• Smoke from the burning leaves is said to be insecticidal.
  • Both leaves and the rhizomes can be used as cattle feed.
  • It is also well known as a garden ornamental because of its beautiful flowers and foliage of various colors.
  • Black and hard-coated seeds are used as beads or made into rosaries.
  • They are also used in percussion instruments and rattles, especially in Africa.
  • Fumigated stems and leaves are used as an insecticide, and all plant parts but especially the rhizomes make effective molluscicides.
  • It is also one of several plant species that is used for waste water treatment.
  • Large leaves are sometimes used as plates.
  • Seeds are also used in hula rattles.
  • They are also used as beads to make rosaries and necklaces.
  • It can be used for the treatment of industrial waste waters through constructed wetlands.
  • It is effective for the removal of high organic load, color and chlorinated organic compounds from paper mill wastewater.
  • Archaeological evidence suggests that Canna indica L. was one of the first plants to be cultivated during incipient civilization of Peru and Argentina.
  • Seed is used in jewelry making, and it used to be used instead of rifle bullets.
  • Plant has a large biomass production and in some countries is used for thermal energy production i.e. as biofuel.
  • It can produce high biomass in different soils and mainly in the aquatic environment.
  • It can successfully remove heavy metals and other pollutants from soil and water.
  • Root bark and stalks are used to the cattle suffering from poisoning.
  • Leaves are used for wrapping up parcels in Asia as well as in Panama.
  • It is also used to wrap around tamales (pastries made of corn filled with beans, meat, and pepper), they are fed to animals, and have sometimes been eaten as legume by the poor (Brazil).
  • Seeds are used as beads to make necklaces and bracelets after boiling as toys, as ammunition for children’s shotguns or as  a substitute for lead  in hunting.
  • Cannas are a traditional gift for Father’s Day in Thailand.

Prevention and Control

Movement control

Moves are being made to alert the horticultural industry, particularly suppliers of ornamental plants via nurseries and seed catalogues, of the environmental risks posed by invasive plants. C. indica is one of the species now being brought to their attention as an invasive species in Australia and the USA.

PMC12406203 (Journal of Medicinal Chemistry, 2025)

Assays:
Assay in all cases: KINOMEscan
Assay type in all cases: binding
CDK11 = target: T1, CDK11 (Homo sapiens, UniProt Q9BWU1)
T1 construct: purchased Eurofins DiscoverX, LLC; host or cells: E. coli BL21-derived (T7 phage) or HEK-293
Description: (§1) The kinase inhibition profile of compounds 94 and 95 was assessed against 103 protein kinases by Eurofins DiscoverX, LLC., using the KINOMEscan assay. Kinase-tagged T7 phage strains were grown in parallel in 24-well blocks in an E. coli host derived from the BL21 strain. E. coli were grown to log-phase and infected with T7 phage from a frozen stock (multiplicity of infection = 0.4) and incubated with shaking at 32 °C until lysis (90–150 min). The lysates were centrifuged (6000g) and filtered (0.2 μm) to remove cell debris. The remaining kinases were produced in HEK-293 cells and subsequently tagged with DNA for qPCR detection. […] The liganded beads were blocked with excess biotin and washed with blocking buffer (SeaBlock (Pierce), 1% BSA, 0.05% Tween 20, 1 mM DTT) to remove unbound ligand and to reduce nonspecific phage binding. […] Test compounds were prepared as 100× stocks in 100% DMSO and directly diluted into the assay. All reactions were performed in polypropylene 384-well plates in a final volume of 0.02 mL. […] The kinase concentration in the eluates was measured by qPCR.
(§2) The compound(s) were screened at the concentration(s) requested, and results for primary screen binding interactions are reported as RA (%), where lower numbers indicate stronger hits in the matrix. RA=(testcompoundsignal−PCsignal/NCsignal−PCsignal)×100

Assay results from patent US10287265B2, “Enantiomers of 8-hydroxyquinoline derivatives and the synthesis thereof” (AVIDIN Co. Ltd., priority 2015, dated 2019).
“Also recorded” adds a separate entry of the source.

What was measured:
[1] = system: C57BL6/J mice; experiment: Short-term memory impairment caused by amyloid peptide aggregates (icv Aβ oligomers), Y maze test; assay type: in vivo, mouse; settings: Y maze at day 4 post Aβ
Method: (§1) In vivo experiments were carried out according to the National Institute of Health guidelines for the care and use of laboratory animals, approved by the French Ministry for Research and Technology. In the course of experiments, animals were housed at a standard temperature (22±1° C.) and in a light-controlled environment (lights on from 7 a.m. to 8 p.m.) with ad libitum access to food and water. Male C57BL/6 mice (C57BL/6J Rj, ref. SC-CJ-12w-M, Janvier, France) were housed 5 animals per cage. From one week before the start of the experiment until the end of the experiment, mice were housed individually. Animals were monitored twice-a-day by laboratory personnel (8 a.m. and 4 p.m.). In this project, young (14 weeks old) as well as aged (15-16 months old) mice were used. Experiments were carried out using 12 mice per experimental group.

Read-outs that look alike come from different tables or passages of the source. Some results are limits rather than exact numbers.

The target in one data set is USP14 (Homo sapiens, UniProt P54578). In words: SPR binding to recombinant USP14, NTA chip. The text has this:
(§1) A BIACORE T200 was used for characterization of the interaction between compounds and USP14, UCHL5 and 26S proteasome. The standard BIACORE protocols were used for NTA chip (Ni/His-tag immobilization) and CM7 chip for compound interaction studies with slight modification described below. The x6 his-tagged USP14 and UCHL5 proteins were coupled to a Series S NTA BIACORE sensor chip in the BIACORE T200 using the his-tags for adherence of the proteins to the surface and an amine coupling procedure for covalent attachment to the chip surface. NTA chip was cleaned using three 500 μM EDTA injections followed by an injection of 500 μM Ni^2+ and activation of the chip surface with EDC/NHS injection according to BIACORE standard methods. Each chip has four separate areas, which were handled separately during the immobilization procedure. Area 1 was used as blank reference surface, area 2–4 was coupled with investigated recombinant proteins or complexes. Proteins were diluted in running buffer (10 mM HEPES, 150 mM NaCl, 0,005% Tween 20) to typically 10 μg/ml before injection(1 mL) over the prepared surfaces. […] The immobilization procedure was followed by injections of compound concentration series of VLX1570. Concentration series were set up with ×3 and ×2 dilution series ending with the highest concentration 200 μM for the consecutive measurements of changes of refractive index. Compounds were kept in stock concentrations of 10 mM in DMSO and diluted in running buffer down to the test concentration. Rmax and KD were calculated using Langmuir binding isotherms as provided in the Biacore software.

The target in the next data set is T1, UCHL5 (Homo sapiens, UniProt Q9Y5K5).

Physical control

C. indica is very difficult to control using physical or mechanical means, due to the presence of rhizomes, even a small fragment of which, if left in the soil, will regrow.

Biological control

No attempts have been made at identifying potential bio-control agents, and most pests that attack C. indica are generalists, however, new, species-specific fungi Cercospora cannae and Puccinia cannacearum have been proposed from India, and which may merit further investigation.

Chemical control

No information is available on the use and efficacy of herbicides on C. indica.

Control by utilization

Noting the local and commercial use of the rhizome as a food source, it would appear that C. indica is a suitable candidate for control by utilization, whereby at least the cost of control could be repaid by sales of the harvested plant parts.

References:

https://www.itis.gov/servlet/SingleRpt/SingleRpt?search_topic=TSN&search_value=42413#null

https://davesgarden.com/guides/pf/go/477/

http://www.hear.org/pier/species/canna_indica.htm

https://npgsweb.ars-grin.gov/gringlobal/taxonomydetail.aspx?id=8858

https://pfaf.org/user/plant.aspx?latinname=Canna+indica

https://www.cabi.org/ISC/datasheet/14575

https://plants.usda.gov/core/profile?symbol=cain19

http://www.theplantlist.org/tpl1.1/record/kew-223906

https://indiabiodiversity.org/species/show/266681

https://en.wikipedia.org/wiki/Canna_indica

https://uses.plantnet-project.org/en/Canna_indica_(PROSEA)

http://www.botanicalsociety.org.za/BranchesAndGardens/Shared%20Documents/SCWFBotSoc13%20Canna%20indica.pdf